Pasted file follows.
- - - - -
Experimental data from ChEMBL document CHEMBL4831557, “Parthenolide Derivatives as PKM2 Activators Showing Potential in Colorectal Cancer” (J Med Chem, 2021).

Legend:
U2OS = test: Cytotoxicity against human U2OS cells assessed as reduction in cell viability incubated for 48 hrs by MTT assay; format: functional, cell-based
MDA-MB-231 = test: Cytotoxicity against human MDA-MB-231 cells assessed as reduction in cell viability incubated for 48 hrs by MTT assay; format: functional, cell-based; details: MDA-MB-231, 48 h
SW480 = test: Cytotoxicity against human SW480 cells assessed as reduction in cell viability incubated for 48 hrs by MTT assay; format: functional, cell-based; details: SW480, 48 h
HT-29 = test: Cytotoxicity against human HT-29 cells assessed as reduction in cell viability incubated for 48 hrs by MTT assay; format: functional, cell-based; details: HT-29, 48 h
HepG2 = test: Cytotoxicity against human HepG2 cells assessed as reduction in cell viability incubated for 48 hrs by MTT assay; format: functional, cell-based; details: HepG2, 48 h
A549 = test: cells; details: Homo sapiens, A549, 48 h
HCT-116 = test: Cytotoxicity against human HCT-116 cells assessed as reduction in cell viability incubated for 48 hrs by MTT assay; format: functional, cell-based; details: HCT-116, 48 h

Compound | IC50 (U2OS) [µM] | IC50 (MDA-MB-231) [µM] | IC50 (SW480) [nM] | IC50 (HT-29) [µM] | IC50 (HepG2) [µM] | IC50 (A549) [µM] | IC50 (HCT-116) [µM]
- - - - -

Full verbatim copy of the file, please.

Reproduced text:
Experimental data from ChEMBL document CHEMBL4831557, “Parthenolide Derivatives as PKM2 Activators Showing Potential in Colorectal Cancer” (J Med Chem, 2021).

Legend:
U2OS = test: Cytotoxicity against human U2OS cells assessed as reduction in cell viability incubated for 48 hrs by MTT assay; format: functional, cell-based
MDA-MB-231 = test: Cytotoxicity against human MDA-MB-231 cells assessed as reduction in cell viability incubated for 48 hrs by MTT assay; format: functional, cell-based; details: MDA-MB-231, 48 h
SW480 = test: Cytotoxicity against human SW480 cells assessed as reduction in cell viability incubated for 48 hrs by MTT assay; format: functional, cell-based; details: SW480, 48 h
HT-29 = test: Cytotoxicity against human HT-29 cells assessed as reduction in cell viability incubated for 48 hrs by MTT assay; format: functional, cell-based; details: HT-29, 48 h
HepG2 = test: Cytotoxicity against human HepG2 cells assessed as reduction in cell viability incubated for 48 hrs by MTT assay; format: functional, cell-based; details: HepG2, 48 h
A549 = test: cells; details: Homo sapiens, A549, 48 h
HCT-116 = test: Cytotoxicity against human HCT-116 cells assessed as reduction in cell viability incubated for 48 hrs by MTT assay; format: functional, cell-based; details: HCT-116, 48 h

Compound | IC50 (U2OS) [µM] | IC50 (MDA-MB-231) [µM] | IC50 (SW480) [nM] | IC50 (HT-29) [µM] | IC50 (HepG2) [µM] | IC50 (A549) [µM] | IC50 (HCT-116) [µM]